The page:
Neptune Terminal’s air quality is regulated by Metro Vancouver. We have monitoring stations on our terminal to ensure we operate well within permitted levels and to alert our operations team to any potential concerns quickly. We have had these stations in place for more than 10 years and have always operated within permitted limits. Our full permit is available on Metro Vancouver’s website.
In addition to the monitoring we conduct on site, Metro Vancouver has a sample station adjacent to our terminal to monitor the air quality outside our terminal. Neptune Terminals has always been in compliance with particulate requirements in its permits.
Neptune Terminal’s is committed to acting responsibly. In addition to the data we are required to report under our permit, we provide Metro Vancouver with data quarterly from our high volume sampler with measures dust on our property. This information helps Metro Vancouver’s Air Quality and Climate Change branch gain a better understanding of the air quality in our region.
Metro Vancouver regularly conducts studies and produces reports that are routinely made available on their website for interested members of the public. Two recent reports that may be of particular interest are the Caring for the Air (2013) report which is their second annual report on the airshed and programs to improve air quality and the Burrard Inlet Area Local Air Quality Study (2012) which looked at air quality in Burrard Inlet specifically.
Every product we handle is a little different. For example, phosphate rock is the same composition as coarse sand. As a result, it is much easier to handle when it is kept dry, so it is covered during storage on site. Potash is water soluble, and must be kept in a dry storage area. These sheds help eliminate the chances of these products leaving the terminal.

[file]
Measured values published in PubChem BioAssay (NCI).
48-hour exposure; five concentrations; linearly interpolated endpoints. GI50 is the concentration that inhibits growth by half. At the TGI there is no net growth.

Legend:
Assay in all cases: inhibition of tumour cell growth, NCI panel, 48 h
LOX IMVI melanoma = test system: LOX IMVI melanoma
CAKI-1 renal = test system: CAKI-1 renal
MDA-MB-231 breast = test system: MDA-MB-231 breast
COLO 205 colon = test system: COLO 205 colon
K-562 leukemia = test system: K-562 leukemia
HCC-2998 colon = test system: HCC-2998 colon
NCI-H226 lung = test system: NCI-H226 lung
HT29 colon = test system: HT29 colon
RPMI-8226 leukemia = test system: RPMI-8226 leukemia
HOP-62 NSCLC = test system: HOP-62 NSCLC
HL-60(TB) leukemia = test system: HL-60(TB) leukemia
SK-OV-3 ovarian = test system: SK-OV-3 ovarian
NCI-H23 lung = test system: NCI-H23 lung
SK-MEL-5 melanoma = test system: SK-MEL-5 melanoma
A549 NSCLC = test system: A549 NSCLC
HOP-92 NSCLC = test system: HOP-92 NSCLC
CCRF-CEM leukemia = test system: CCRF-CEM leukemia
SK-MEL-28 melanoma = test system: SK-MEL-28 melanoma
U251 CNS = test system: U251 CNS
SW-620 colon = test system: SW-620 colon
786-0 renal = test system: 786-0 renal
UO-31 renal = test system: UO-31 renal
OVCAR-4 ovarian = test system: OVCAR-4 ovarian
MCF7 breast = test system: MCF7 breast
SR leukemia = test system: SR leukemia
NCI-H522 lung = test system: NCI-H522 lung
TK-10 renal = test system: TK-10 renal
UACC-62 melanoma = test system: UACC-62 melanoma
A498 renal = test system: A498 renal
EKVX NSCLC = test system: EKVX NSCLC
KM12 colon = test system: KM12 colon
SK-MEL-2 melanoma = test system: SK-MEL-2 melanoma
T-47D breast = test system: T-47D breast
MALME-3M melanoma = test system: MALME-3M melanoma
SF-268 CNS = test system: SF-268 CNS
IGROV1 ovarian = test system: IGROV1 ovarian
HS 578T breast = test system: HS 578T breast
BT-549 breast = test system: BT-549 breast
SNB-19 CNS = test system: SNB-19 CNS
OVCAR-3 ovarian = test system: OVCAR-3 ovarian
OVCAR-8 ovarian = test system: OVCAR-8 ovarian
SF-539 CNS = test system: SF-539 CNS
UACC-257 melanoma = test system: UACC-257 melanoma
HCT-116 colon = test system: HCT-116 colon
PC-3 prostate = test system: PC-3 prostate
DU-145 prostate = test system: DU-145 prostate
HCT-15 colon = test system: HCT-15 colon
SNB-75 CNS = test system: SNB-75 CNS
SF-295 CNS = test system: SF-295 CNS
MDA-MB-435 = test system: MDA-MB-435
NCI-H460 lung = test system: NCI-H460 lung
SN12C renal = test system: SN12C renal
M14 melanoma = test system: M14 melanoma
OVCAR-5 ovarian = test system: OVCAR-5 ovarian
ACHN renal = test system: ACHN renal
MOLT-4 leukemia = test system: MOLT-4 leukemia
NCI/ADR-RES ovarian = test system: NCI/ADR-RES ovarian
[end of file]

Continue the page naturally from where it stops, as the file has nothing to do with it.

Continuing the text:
For Coal, one of the most effective ways to minimize the potential for dust is to keep the coal wet. The water creates a crust on the outside of the coal, keeping the coal in place. Our site has a series of 10 high water spray poles, which are strategically located around the terminal to create a water curtain around the coal storage area. We also use a water spray truck around the perimeter of the facility.
Our new stacker reclaimer, which can been seen on-site, has been equipped with a built-in spray system, which will complement our existing spray pole system to keep the coal damp and reduce the potential for dust.
While we have this technology in place, we sometimes receive community questions about the potential for dust outside of our terminal. When we do receive questions, we always offer the services of an independent, third-party environmental lab to take a sample and conduct a thorough analysis. Testing has found that in all cases that 95 per cent of the samples are determined as not being coal. The remaining five per cent contained carbon, but could come from unconfirmed sources such as vehicle fuel, dirt, wheat, coal particles or other forms of carbon.
If you have a concern about Neptune, please contact us at:
firstname.lastname@example.org or 604.983.7935